Jim Taylor, the CEO of Haltom City-based Falcon Steel Co., steered the company through Chapter 11 bankruptcy.

Why Falcon Steel Proved Too Tough to Break

How the Haltom City-based producer of steel structures emerged from bankruptcy and surged toward growth.

A BNSF freight train rolls by, just spitting distance from the Falcon Steel Co.’s modest headquarters in Haltom City. But CEO Jim Taylor’s office is solid. Nothing shakes.

That’s not to say that Falcon, which makes electrical substations and lattice steel towers and poles that hold transmission lines, hasn’t been through monumental tremors. It emerged from Chapter 11 bankruptcy in March 2015 and, remarkably, there was no interim lending used. Even more unusual: All of its creditors will be repaid in full, and shareholders have kept control. 

The firm’s Fort Worth bankruptcy attorney, Jeff Prostok, credits Taylor, a 69-year-old operational lender and turnaround pro, with steering Falcon through treacherous waters. But Taylor has been in trouble before. Once, while a CPA with Coopers & Lybrand (now PwC), he was held prisoner in Bangladesh by rebel soldiers before being flown to freedom in a rickety DC-3. Locally, Taylor saved Irving consulting firm Thomas Group, its stock price soaring from 15 cents a share to $13 during his tenure. 

Hired on as Falcon’s chief restructuring officer in May 2014, Taylor was named CEO when the board saw his predecessor at loggerheads with its major lender, which prompted Texas Capital Bank to cancel Falcon’s access to credit just before it made payroll.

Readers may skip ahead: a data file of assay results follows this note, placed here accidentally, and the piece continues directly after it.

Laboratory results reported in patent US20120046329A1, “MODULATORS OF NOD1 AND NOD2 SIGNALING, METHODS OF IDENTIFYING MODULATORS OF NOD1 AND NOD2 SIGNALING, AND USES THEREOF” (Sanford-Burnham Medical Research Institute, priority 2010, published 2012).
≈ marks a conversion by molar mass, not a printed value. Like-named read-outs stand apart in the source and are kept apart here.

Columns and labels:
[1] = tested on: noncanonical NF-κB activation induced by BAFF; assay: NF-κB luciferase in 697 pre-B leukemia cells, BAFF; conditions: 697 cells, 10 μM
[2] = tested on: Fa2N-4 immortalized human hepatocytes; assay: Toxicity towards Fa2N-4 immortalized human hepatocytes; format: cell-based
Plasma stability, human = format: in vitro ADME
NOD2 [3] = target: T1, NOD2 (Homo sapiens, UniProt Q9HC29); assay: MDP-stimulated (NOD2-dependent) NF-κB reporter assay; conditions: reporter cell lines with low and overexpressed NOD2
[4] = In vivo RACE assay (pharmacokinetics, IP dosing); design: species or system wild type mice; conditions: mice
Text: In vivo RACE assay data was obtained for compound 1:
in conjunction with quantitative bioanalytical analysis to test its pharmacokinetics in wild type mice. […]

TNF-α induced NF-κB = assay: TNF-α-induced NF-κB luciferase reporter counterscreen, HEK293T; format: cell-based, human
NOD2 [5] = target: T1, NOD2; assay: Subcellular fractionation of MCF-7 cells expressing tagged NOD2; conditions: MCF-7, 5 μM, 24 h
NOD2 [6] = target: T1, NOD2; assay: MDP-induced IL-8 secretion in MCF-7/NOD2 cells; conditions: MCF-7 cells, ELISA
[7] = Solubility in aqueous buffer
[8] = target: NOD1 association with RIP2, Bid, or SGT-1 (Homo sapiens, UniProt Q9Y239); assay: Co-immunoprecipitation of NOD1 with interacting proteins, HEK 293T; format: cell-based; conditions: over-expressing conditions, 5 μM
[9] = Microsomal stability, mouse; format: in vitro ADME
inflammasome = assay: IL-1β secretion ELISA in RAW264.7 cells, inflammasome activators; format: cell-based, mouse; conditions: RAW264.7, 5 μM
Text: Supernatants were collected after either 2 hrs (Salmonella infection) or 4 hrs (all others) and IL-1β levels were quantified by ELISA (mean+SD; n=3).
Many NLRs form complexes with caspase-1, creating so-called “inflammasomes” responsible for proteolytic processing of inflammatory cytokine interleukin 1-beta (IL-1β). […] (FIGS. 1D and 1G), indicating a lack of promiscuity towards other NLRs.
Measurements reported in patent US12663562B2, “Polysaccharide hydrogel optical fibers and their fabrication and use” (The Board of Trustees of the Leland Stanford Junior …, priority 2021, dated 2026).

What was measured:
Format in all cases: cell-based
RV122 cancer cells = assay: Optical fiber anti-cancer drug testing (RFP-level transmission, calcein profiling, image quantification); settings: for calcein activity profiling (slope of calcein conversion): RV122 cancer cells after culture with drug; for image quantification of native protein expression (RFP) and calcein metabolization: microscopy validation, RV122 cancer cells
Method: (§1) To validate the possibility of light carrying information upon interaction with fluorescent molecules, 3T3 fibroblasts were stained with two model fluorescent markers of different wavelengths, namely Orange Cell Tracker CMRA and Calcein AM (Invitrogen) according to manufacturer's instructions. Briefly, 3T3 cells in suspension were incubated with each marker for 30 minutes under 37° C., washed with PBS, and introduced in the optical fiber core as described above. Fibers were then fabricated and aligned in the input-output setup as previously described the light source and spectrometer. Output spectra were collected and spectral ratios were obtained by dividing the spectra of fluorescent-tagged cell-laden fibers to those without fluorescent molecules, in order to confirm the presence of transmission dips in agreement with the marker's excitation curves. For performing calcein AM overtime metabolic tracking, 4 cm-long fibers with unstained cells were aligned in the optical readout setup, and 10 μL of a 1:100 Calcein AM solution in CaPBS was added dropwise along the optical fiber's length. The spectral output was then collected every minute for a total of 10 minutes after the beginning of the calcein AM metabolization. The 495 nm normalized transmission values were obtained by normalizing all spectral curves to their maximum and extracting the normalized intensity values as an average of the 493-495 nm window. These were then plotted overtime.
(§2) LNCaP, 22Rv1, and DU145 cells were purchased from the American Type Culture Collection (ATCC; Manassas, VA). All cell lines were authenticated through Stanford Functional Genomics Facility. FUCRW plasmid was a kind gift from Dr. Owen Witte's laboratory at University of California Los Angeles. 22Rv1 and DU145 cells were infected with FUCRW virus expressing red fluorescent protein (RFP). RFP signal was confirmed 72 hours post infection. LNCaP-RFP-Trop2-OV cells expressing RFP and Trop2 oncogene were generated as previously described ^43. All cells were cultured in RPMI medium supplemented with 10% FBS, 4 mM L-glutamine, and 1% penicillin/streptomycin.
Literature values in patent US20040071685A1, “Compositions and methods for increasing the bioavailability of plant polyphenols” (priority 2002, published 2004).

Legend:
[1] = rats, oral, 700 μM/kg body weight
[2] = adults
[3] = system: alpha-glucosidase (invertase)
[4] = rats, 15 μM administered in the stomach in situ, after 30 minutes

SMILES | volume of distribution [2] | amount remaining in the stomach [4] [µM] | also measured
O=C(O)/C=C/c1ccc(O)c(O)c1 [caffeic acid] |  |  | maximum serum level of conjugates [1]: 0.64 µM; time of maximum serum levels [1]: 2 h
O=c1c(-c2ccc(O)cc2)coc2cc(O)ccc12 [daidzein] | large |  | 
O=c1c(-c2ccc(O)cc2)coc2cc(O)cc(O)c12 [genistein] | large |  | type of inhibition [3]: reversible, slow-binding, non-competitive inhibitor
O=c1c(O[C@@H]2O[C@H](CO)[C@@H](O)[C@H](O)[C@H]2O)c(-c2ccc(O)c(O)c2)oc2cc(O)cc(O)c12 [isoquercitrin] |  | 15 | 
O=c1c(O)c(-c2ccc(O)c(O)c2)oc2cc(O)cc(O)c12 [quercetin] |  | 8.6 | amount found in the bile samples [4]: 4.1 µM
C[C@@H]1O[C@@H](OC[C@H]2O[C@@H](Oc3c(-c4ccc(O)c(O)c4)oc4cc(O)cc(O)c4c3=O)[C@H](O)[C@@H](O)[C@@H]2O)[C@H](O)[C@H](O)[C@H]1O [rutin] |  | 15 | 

Years earlier, Falcon had grown fat on a $120 million contract, providing towers to carry transmission lines from West Texas wind farms. Instead of trimming costs when that contract wound down, it made several calamitous investments that cost more than $13 million, and then paid out millions more to its former shareholders on departure or retirement. Compound that with mounting bad blood, and the 50-year-old company had disaster hovering close.

“I got a call on a Thursday,” says Prostok. “The bank had drained all the cash. We had no ability to make the next payroll. Our only option was to declare bankruptcy. Jim went out and hit the pavement—got new business, re-established relationships with customers, cut costs, and improved efficiencies.” 

It’s a competitive market for towers and highway sign poles, made rougher by the fact that Falcon has committed to using only U.S.-made steel. Domestic competitors might use a combination of U.S. and imported steel, while foreign rivals can get it even cheaper. Fortunately for Falcon, Taylor says its main steel supplier, Nucor Corp., works to keep prices competitive. Falcon now has 300 employees at three area locations and is doing about $40 million in annual sales. Taylor says the company is on target to achieve 15 to 20 percent growth over the next three years.

His next challenge? “Falcon is looking to recapitalize its balance sheet [with] an infusion of up to a $20 million investment, which would reduce our [$14 million] debt and allow for continued expansion and growth.”  

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